J.S. Ondara: Tales Of America [Album Review]

J.S. Ondara
Tales Of America
Verve Forecast [2019]



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Fire Note Says: Stunning debut from a unique voice.

Album Review: It’s always exciting to hear a distinct, surprising new voice. That was my experience when firing up Tales of America, J.S. Ondara’s full-length debut. The Kenya native, who now resides in Minneapolis, MN, has a dulcet tone that complements his acoustic guitar well. And it’s so evocative; Ondara has the talent to let you know exactly how he feels with the way he intones a single syllable.

One of those moments, and in fact, the moment that drew me into the album, occurs in the first line of “Saying Goodbye.” The line is “Bitterness was right on her tongue,” and the “was” is so heartbroken that it could take your breath away. The instrumentation and background vocals are understated throughout the track, allowing Ondara to shine with his guitar and voice.

“Torch Song” gives Ondara another chance to showcase his pipes. It’s also one of the more fully realized songs that are included on the LP. Ondara alternates between songs of love and about life in the United States throughout the album. He is able to provide social commentary by adopting the folk sound, returning to folk’s roots like Bob Dylan and Woody Guthrie. Both artists are major influences on Ondara.

Tales of America is not a perfect album. Some songs overstay their welcome. Ondara has a tendency to repeat lines in most of his songs, which can get old. It’s easy to overlook these shortcomings when so much is done right. By keeping things simple musically, and also having a lot to say about our culture, Ondara pulls off a delicate balancing act. He invites you in with the love songs, and keeps you listening with an interesting point of view.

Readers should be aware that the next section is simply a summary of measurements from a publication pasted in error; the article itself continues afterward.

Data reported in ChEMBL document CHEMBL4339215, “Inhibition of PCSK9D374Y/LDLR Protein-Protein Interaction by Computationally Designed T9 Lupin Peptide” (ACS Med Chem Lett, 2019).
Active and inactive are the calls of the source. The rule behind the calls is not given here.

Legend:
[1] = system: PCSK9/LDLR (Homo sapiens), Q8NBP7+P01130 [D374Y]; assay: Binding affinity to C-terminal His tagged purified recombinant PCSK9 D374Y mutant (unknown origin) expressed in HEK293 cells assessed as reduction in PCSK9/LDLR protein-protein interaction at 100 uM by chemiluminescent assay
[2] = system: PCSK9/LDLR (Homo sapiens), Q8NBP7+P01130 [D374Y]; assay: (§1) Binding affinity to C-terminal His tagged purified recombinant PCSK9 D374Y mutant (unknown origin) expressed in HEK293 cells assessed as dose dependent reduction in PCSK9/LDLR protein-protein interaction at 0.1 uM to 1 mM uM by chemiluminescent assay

Key Tracks: “Lebanon” / “Saying Goodbye” / “Torch Song”

Artists With Similar Fire: The Tallest Man on Earth / Sufjan Stevens / Iron and Wine

J.S. Ondara Website
J.S. Ondara Facebook
Verve Forecast

– Reviewed by Matthew Heiner

Matthew Heiner

Matthew Heiner

I appreciate being able to write for The Fire Note, as it gives me an excuse to keep up with what's happening in new music.

By day I am a dad and a psychologist; I often use music as a way to connect with both my kids and my clients. One of my proudest moments as a father was when my 12-year-old daughter told me of her undying love for Radiohead.
Matthew Heiner

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Author: Matthew Heiner

I appreciate being able to write for The Fire Note, as it gives me an excuse to keep up with what's happening in new music. By day I am a dad and a psychologist; I often use music as a way to connect with both my kids and my clients. One of my proudest moments as a father was when my 12-year-old daughter told me of her undying love for Radiohead.

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